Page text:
By David Taffet

Tired of being a couch potato when traveling? Consider a fitness vacation

One of the bridges can be treacherous, but a cycling trip along the Florida Keys can be an excellent way to stay fit while on vacation.

Key West vacations usually include spending lazy days at a guesthouse pool and too much money at Fast Buck Freddie’s. Evenings begin with sunset at Mallory Pier, before walking to a restaurant in Old Town and the bars on Duval Street.

But after too many sedentary months sitting at a desk in Dallas, I decided this trip would be different. I would use my island weekend for some exercise.

It’s not as unusual as it sounds — and we don’t mean a quick half-hour in the hotel fitness center or long walks on the beach counting as cardio. A true fitness vacation can be fun and healthy.

I’ve driven down the Keys from Miami at least a dozen times. Each time, I’ve passed the sign pointing down a road cut through mangrove thickets that says "Key Deer Refuge." This trip, although I flew directly into Key West and had no car, I decided to pay a visit.

Since my first Houston-to-Dallas AIDS ride, bicycling has been my favorite outdoor activity. When I began training six months before my first ride, I was winded after a mile and returned home. Riding daily for a few weeks, I gradually built up my endurance. Within a few weeks, I was circling White Rock Lake. My average speed increased and by my second AIDS ride, I completed a 100-mile day.

Bicycles and motor scooters are available to rent from a number of places in Key West. I picked up a bicycle from A&M Electric Cars at 526 Truman Ave. because they were open earlier than anyone else. By 8:30, I was on the road.

A bike lane runs most of the stretch from Key West to Big Pine Key, making the ride along a busy highway fairly safe. Over the past 25 years, many of the original hundred-year-old bridges connecting the Lower Keys were replaced. Those spans that were in good enough condition to remain are now open for bikes and pedestrians only.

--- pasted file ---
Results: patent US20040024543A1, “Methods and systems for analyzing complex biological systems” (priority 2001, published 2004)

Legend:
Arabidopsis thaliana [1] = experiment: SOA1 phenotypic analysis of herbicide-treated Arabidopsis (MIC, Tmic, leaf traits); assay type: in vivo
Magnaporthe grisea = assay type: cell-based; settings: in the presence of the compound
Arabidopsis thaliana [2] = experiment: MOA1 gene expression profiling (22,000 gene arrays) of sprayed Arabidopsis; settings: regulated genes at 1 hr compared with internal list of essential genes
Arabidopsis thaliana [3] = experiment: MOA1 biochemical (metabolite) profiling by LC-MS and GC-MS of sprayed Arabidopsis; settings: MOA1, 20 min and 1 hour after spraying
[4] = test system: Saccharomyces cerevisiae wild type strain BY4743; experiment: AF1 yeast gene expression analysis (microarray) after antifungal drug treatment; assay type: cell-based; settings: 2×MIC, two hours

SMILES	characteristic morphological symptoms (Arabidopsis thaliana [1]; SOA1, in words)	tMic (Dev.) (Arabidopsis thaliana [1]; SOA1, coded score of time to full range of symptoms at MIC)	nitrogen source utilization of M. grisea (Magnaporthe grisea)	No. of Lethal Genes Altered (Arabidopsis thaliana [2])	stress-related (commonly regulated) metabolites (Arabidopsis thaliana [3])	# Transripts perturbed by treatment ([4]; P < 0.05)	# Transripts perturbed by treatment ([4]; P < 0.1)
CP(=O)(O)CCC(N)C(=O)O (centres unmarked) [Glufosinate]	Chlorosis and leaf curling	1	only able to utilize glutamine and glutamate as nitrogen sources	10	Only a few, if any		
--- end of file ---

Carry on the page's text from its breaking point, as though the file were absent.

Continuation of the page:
If you’re new to riding, a trip along the Keys is a good way to begin. Highway 1, the road that connects the chain of islands to the mainland, is completely flat and easy to ride. At the highest point, no Key is more than a few feet above sea level. The only inclines are the bridges.

Still, outdoor cycling is not the same as spinning class — the skills and exercise you get are very different. A relatively long and tall bridge that connects Summerland and Ramrod Keys was the only portion of the ride that was treacherous. The shoulder, just a half-lane wide, kept me out of 60-mile-an-hour traffic. A short guardrail prevented me from toppling into the water. I held my handlebars tight fighting the strong, morning ocean breeze and the 18-wheelers that passed.

A nice mental trick that makes a long ride easier is to think of the entire ride as a number of short trips. Stop to rest, eat and drink every 10 to 15 miles (about equal to a spin around White Rock). Although I planned to ride a total of about 70 miles, my goal for that morning was just 30 miles.

I average 12 to 13 miles an hour on a bicycle (much faster than when I first trained, though several miles an hour slower than I rode in my last Lone Star Ride). I stopped often to take photographs, and two gas stations along the 30-mile route served as additional rest stops for bathroom breaks, drink refills and snacks to maintain energy. I arrived on Big Pine Key in about three and a half hours.

For the next two hours, I pedaled slowly and stopped often, riding only about 10 miles. At the Blue Hole, I left my bike for a short hike around the island’s only fresh water pond where an alligator peered at me from beneath the water.

On the Gulf side of the island, I saw my first of the diminutive Key deer that stand only three feet tall at the shoulder. The mother and fawn allowed me to approach within a few feet as they browsed the underbrush. I rode across Watson Boulevard to No Name Key, a small, remote island off Big Pine. A deer dashed across the road; when I caught up with him, he was grazing in the thicket.

Although already a little tired, I began my ride back to Key West, thinking of it as just three 10-mile rides from Big Pine. With less wind and light traffic, the Ramrod-to-Summerland span felt less dangerous. I took two rest stops, on Cudjoe Key at Mileage Marker 20 and Big Coppitt Key at marker 10, my afternoon ride back to Key West took less than three hours.

Including my exploration of Big Pine and No Name Keys, I rode about 75 miles before returning the bike that evening, and then faced the hardest part of the day as my leg muscles tightened: the walk back to my guesthouse.

This article appeared in the Dallas Voice print edition February 20, 2009.копирайтертрафик на сайт